While maintaining the accuracy of this method of the invention, a simple way of adjusting the rolls is achieved when the formula T=C.f(E,Ec) has a form which is determined by the value of the strain E, the strain E being selected from four ranges each of which has a unique form of the relationship between T and E. The advantage of this is that determining the relationship between rolling stress and strain does not require complicated calculation. The form of the formula T=C.f(E,Ec) in the respective four ranges is given preferably by

a. for a strain E less than a critical strain Ec :

T=C.En1 

b. for a strain greater than or equal to the critical strain Ec and smaller than 1.25 times the critical strain Ec :

T=C.Ec n1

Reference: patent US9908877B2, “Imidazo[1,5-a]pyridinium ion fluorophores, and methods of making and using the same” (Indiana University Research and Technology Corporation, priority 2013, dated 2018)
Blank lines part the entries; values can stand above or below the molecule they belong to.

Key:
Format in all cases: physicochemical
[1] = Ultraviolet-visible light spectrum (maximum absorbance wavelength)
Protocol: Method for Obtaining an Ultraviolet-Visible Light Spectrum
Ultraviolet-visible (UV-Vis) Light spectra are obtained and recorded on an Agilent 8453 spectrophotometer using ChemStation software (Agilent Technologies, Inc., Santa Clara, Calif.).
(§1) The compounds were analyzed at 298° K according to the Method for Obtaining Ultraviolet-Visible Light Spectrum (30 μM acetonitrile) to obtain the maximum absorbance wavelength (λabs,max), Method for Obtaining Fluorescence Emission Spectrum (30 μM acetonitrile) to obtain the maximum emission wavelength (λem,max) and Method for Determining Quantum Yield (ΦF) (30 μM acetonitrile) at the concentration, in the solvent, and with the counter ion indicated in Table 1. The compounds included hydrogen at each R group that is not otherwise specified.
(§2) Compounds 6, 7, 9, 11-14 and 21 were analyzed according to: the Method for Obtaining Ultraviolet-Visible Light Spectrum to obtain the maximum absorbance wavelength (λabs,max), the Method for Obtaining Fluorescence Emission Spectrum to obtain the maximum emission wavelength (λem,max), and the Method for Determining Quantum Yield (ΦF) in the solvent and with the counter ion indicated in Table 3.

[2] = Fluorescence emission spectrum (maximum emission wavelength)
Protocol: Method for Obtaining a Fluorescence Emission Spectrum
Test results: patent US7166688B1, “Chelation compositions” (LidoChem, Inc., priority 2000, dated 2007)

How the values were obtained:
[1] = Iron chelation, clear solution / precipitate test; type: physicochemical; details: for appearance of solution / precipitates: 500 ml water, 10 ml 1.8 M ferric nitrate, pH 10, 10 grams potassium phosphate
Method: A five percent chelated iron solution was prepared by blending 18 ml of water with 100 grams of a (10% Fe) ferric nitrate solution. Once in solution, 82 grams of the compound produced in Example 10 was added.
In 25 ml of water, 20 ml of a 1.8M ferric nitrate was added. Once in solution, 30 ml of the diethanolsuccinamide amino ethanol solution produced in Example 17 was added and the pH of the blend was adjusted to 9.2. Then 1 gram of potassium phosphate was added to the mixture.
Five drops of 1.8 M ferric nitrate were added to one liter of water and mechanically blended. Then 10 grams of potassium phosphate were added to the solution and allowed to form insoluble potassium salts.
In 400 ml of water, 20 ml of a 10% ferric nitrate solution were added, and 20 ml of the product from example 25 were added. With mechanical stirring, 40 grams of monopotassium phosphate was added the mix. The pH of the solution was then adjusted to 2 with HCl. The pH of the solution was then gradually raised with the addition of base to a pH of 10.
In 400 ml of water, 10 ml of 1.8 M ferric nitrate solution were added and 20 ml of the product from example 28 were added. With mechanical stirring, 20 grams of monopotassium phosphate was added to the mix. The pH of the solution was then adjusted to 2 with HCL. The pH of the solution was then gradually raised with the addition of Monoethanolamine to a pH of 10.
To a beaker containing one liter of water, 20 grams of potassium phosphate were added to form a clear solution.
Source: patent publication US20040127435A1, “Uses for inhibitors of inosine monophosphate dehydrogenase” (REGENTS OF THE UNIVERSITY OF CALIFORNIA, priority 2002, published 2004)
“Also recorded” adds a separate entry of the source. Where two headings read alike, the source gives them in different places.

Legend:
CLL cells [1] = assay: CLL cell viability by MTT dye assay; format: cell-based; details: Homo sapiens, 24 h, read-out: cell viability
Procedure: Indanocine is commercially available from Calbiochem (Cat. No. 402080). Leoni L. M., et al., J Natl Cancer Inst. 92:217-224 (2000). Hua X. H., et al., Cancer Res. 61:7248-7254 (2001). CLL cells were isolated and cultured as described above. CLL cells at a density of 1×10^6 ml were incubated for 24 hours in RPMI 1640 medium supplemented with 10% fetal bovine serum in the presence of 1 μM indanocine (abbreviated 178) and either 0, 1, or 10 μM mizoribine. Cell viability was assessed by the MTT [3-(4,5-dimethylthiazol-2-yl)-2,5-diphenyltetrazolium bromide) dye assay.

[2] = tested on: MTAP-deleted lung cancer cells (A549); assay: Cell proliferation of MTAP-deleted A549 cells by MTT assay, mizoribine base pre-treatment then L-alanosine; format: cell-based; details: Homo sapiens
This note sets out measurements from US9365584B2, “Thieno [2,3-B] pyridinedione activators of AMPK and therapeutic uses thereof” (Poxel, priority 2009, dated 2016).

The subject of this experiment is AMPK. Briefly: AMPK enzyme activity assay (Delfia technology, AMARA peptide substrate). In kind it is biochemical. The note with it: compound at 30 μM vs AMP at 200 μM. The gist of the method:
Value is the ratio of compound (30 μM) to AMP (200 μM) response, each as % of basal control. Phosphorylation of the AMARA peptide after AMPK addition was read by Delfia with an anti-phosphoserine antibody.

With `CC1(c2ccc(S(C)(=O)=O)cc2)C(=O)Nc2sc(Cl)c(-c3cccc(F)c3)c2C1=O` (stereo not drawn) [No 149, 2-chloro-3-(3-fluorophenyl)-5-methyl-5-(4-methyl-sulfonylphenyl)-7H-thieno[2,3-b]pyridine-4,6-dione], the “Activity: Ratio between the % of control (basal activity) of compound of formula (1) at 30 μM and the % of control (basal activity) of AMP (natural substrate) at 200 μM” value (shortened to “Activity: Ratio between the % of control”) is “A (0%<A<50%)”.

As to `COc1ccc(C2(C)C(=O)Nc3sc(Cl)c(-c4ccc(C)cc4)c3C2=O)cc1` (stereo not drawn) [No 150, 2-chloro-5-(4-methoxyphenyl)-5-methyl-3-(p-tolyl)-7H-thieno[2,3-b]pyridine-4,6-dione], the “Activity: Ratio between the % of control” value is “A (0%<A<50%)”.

c. for a strain greater than or equal to 1.25 times the critical strain Ec and less than twice the critical strain Ec : ##EQU1##

d. for a strain greater than or equal to twice the critical strain Ec :

T=C.n5.Ec 

in which n1, n2, n3, n4 and n5 are constants.

This gives a quite simple relationship between rolling stress and strain.

Maximum accuracy in the presetting of the roll stands is achieved if C is determined by the formula C=Co.Em exp (A/Ta), in which E is the elongation speed, Co, m and A are constants dependent on the material and Ta is the absolute temperature of the steel strip.

Preferably in the invention also Ki at least consists of a feedback factor which comprises a group of two adaptation factors, and during the rolling of a metal strip belonging to a first category of strip at the most the first adaptation factor of the group is applied and during the rolling of a metal strip belonging to a second category of strip, which excludes the first category, and second adaptation factor is applied.